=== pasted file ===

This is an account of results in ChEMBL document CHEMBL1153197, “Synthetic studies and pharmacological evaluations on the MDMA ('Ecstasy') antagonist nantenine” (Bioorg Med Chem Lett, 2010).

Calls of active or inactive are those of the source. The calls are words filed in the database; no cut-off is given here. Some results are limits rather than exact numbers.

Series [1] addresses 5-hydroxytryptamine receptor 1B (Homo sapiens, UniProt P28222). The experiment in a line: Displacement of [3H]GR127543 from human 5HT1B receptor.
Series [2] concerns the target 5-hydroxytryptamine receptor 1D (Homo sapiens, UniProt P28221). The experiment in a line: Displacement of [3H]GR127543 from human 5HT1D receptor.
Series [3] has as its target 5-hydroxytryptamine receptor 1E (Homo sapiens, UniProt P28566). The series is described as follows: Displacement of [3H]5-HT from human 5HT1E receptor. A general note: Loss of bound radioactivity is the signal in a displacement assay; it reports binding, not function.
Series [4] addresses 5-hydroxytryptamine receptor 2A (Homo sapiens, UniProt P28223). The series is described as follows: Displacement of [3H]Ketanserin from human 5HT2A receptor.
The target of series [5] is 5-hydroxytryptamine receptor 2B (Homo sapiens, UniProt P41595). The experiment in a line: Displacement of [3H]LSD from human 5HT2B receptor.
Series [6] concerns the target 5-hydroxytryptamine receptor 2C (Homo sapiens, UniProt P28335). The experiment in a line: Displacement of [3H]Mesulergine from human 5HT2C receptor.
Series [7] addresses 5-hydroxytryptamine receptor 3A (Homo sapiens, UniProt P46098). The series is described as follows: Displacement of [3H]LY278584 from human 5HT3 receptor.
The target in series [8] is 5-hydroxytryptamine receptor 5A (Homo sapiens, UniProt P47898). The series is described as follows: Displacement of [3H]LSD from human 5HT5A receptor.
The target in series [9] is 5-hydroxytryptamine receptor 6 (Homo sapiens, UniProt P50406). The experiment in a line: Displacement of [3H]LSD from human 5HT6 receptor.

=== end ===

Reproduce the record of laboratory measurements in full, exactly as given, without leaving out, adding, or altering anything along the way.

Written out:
This is an account of results in ChEMBL document CHEMBL1153197, “Synthetic studies and pharmacological evaluations on the MDMA ('Ecstasy') antagonist nantenine” (Bioorg Med Chem Lett, 2010).

Calls of active or inactive are those of the source. The calls are words filed in the database; no cut-off is given here. Some results are limits rather than exact numbers.

Series [1] addresses 5-hydroxytryptamine receptor 1B (Homo sapiens, UniProt P28222). The experiment in a line: Displacement of [3H]GR127543 from human 5HT1B receptor.
Series [2] concerns the target 5-hydroxytryptamine receptor 1D (Homo sapiens, UniProt P28221). The experiment in a line: Displacement of [3H]GR127543 from human 5HT1D receptor.
Series [3] has as its target 5-hydroxytryptamine receptor 1E (Homo sapiens, UniProt P28566). The series is described as follows: Displacement of [3H]5-HT from human 5HT1E receptor. A general note: Loss of bound radioactivity is the signal in a displacement assay; it reports binding, not function.
Series [4] addresses 5-hydroxytryptamine receptor 2A (Homo sapiens, UniProt P28223). The series is described as follows: Displacement of [3H]Ketanserin from human 5HT2A receptor.
The target of series [5] is 5-hydroxytryptamine receptor 2B (Homo sapiens, UniProt P41595). The experiment in a line: Displacement of [3H]LSD from human 5HT2B receptor.
Series [6] concerns the target 5-hydroxytryptamine receptor 2C (Homo sapiens, UniProt P28335). The experiment in a line: Displacement of [3H]Mesulergine from human 5HT2C receptor.
Series [7] addresses 5-hydroxytryptamine receptor 3A (Homo sapiens, UniProt P46098). The series is described as follows: Displacement of [3H]LY278584 from human 5HT3 receptor.
The target in series [8] is 5-hydroxytryptamine receptor 5A (Homo sapiens, UniProt P47898). The series is described as follows: Displacement of [3H]LSD from human 5HT5A receptor.
The target in series [9] is 5-hydroxytryptamine receptor 6 (Homo sapiens, UniProt P50406). The experiment in a line: Displacement of [3H]LSD from human 5HT6 receptor.